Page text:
Delta is the section inspired by the Jewish neighbourhood of Alexandria and its vivacious literary culture. Research on Jewish civilization in the Hellenistic period, in particular the relationship between the Alexandrian Jewish community and their rulers, has been enjoying much attention in the last decades, see e.g. Jewish perspective on Hellenistic Rulers, eds. T. Rajak, S. Pearce, J. Aitken, J. Dines (Berkeley-Los Angeles-London 2007). With the contributors assuming, according to the Letter of Aristea, that the Greek translation of the Hebrew Bible took place entirely under Philadelphus, this section includes three long Septuaginta studies: Johann Cook compares the Greek version of Proverbs, "Aristeas", and the later Jewish philosopher Aristobulus; Paul McKechnie suggests an original interpretation of Ptolemy II as "New Moses"; Philippe Guillaume analyses the chronographic organization of the "Former Prophets" books in Alexandria. William Loader and Elaine Wainwright deal with more specific philological questions (Greek translations of Genesis 1-3 - influenced by Plato, Timaeus - and Sirach 38:1-15, probably written in the second century BC) in order to compare Biblical and Hellenistic interpretation of cosmology and of gender/sexuality.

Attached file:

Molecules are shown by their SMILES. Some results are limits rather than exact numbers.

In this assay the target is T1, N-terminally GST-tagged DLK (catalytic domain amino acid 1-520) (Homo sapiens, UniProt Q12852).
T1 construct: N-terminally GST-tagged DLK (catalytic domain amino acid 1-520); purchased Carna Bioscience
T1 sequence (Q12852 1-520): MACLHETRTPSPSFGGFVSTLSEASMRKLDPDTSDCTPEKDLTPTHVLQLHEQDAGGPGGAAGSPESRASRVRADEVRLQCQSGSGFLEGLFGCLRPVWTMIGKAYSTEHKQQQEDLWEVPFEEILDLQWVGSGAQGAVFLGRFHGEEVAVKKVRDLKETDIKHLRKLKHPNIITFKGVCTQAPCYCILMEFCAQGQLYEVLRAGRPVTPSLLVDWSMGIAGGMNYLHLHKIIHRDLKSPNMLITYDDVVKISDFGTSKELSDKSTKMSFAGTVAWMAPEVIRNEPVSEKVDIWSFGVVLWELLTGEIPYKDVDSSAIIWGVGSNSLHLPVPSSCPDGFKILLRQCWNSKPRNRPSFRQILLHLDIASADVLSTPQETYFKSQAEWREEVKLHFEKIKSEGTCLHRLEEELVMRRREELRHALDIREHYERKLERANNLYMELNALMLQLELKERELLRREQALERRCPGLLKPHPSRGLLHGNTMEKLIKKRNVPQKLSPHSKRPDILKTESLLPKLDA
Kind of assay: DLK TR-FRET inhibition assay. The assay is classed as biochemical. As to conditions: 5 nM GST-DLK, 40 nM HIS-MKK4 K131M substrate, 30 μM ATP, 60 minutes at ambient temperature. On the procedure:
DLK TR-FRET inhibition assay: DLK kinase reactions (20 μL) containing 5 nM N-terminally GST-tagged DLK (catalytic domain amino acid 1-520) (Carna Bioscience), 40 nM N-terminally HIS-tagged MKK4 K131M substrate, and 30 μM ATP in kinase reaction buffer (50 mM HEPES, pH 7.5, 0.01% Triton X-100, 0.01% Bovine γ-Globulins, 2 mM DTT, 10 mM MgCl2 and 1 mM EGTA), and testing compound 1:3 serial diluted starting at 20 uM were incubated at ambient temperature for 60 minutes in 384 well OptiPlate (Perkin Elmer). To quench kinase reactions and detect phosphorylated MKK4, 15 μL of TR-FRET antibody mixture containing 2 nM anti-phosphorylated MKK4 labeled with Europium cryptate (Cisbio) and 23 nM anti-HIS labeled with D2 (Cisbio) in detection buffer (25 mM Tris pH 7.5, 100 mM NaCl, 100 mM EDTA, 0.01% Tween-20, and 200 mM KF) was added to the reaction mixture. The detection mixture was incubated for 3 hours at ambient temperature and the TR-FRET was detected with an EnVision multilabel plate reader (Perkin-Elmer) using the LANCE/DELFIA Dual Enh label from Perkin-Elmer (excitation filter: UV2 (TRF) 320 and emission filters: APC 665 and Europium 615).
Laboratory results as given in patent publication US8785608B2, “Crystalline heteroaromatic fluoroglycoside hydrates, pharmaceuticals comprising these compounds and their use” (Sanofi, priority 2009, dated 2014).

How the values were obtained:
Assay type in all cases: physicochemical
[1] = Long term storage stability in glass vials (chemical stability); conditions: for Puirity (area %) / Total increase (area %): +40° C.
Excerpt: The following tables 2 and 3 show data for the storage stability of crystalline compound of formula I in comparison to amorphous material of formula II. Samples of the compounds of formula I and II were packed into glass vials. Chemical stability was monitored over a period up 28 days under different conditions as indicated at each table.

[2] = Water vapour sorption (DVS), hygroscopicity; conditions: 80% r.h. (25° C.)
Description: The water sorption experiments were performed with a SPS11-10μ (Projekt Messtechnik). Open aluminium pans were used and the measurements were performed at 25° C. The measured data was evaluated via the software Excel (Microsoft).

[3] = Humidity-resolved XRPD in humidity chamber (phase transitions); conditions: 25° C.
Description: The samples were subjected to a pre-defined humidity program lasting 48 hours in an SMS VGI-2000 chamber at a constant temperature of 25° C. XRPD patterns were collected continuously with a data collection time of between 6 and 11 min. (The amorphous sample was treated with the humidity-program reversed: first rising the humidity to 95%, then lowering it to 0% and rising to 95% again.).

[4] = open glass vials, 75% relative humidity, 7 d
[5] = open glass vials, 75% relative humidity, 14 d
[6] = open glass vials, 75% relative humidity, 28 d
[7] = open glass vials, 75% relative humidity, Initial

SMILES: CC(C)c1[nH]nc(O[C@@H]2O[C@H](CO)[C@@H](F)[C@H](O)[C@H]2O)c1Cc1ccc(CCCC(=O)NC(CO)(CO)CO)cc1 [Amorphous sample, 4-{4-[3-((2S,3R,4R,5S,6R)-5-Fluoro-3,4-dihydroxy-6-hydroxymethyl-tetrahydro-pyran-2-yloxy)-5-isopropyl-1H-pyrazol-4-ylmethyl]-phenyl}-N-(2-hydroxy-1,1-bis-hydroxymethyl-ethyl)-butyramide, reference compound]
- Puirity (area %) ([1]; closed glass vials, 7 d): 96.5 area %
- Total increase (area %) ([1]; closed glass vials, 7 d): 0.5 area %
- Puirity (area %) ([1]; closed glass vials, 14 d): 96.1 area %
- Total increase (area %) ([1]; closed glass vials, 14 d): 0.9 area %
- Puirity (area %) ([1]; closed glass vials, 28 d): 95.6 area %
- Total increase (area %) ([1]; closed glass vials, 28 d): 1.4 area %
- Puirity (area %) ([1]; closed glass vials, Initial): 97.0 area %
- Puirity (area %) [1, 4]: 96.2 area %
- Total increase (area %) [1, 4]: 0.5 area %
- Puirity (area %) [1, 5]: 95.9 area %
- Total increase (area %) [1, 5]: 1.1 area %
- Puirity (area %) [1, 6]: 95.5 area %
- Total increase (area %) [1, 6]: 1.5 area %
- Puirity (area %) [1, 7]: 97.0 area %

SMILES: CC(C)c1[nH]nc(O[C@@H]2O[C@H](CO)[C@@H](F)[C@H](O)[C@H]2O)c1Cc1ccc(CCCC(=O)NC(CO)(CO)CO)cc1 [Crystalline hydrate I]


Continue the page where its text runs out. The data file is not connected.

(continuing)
The Epsilon section focuses on Egyptian culture and literature. Developing previous research (by R. Merkelbach, L. Koenen, P. Bing, D. Selden and many others), recent works like Susan Stephens' Seeing Double. Intercultural Poetics in Ptolemaic Alexandria (Berkeley 2002), have drawn attention to the possibility of osmosis between otherwise apparently separated cultures. The massive contribution (50 pages) by Steve Winson offers a fascinating narratological insight into the world of the Egyptian "novel" (First Tale of Setne Khaemwas), assessing the role of the female narrator. There are comparisons with Isis aretalogies in Greek and the Latin Golden Ass, but a closer and more in-depth comparison with the Greek novel than presented on pages 348-349 would have added completeness to an otherwise very valuable study. A fresh re-investigation along with balanced judgements on long-debated cultural problems is also proposed in this section. Kostas Buraselis writes on Ptolemaic sibling marriage, a choice inspired - other than by raison d'état - more by Egyptian religion than by a regular pharaonic practice. Daniel Ogden evaluates the role of royal courtesans as a part of the "sister-marriage project", starting from Bilistiche and other real or supposed Philadelphus' lovers (he was allegedly "prone to eros", Theocr. Id. 14.61). Stefan Pfeiffer defines the link between the cult of Serapis and the Ptolemaic court, focusing on documents from the Zenon archive. While Ptolemaic royal decrees would always be written both in the Egyptian and in the Greek version, it is peculiar to find under Philadelphus important royal decrees only in the hieroglyphic form: Joachim Quack provides a detailed analysis of some of these, like the Mendes and the Pithom stelae, comparing them with ancient pharaonic documents.